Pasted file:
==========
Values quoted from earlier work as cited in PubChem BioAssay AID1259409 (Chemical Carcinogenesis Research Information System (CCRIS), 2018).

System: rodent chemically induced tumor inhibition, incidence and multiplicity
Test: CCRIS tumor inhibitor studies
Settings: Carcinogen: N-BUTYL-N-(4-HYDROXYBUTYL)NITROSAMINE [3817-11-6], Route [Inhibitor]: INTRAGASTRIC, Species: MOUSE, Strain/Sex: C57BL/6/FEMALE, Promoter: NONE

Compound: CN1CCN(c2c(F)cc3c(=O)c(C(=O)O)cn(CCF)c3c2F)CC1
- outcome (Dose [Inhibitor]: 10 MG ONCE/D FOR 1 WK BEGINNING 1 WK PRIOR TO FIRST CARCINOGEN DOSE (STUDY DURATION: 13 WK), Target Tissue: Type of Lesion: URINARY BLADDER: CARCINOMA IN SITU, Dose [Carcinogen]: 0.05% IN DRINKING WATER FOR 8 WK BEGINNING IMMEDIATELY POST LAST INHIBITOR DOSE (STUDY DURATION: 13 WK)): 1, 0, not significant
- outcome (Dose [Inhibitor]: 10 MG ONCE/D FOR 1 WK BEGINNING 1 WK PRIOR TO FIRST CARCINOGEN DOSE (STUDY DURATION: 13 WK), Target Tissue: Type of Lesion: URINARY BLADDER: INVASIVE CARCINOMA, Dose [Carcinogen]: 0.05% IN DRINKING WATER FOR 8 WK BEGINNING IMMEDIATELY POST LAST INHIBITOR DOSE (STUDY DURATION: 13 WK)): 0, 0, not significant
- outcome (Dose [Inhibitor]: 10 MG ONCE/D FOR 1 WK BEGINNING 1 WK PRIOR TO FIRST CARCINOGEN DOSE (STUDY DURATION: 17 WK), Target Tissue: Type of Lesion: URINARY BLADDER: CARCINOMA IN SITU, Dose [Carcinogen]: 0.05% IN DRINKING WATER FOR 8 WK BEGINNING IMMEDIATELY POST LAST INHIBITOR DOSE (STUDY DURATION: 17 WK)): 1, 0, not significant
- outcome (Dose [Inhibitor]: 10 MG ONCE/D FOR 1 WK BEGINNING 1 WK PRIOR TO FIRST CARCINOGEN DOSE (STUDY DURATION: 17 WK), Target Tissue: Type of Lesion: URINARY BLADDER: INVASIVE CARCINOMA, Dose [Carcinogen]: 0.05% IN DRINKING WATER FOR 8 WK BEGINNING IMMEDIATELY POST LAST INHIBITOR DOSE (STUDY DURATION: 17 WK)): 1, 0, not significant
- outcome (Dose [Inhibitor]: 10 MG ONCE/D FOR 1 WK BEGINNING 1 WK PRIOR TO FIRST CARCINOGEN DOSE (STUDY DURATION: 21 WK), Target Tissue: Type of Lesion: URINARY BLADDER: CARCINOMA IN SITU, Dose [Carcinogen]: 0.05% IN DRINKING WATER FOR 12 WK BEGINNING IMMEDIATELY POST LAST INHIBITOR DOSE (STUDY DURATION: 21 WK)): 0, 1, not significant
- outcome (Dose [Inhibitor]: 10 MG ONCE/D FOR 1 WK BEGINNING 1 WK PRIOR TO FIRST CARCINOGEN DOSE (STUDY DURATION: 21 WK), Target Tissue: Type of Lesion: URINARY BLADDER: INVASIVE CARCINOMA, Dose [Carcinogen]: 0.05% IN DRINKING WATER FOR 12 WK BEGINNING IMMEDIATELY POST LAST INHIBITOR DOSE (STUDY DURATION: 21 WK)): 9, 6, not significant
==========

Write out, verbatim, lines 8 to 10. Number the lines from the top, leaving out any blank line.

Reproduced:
- outcome (Dose [Inhibitor]: 10 MG ONCE/D FOR 1 WK BEGINNING 1 WK PRIOR TO FIRST CARCINOGEN DOSE (STUDY DURATION: 17 WK), Target Tissue: Type of Lesion: URINARY BLADDER: CARCINOMA IN SITU, Dose [Carcinogen]: 0.05% IN DRINKING WATER FOR 8 WK BEGINNING IMMEDIATELY POST LAST INHIBITOR DOSE (STUDY DURATION: 17 WK)): 1, 0, not significant
- outcome (Dose [Inhibitor]: 10 MG ONCE/D FOR 1 WK BEGINNING 1 WK PRIOR TO FIRST CARCINOGEN DOSE (STUDY DURATION: 17 WK), Target Tissue: Type of Lesion: URINARY BLADDER: INVASIVE CARCINOMA, Dose [Carcinogen]: 0.05% IN DRINKING WATER FOR 8 WK BEGINNING IMMEDIATELY POST LAST INHIBITOR DOSE (STUDY DURATION: 17 WK)): 1, 0, not significant
- outcome (Dose [Inhibitor]: 10 MG ONCE/D FOR 1 WK BEGINNING 1 WK PRIOR TO FIRST CARCINOGEN DOSE (STUDY DURATION: 21 WK), Target Tissue: Type of Lesion: URINARY BLADDER: CARCINOMA IN SITU, Dose [Carcinogen]: 0.05% IN DRINKING WATER FOR 12 WK BEGINNING IMMEDIATELY POST LAST INHIBITOR DOSE (STUDY DURATION: 21 WK)): 0, 1, not significant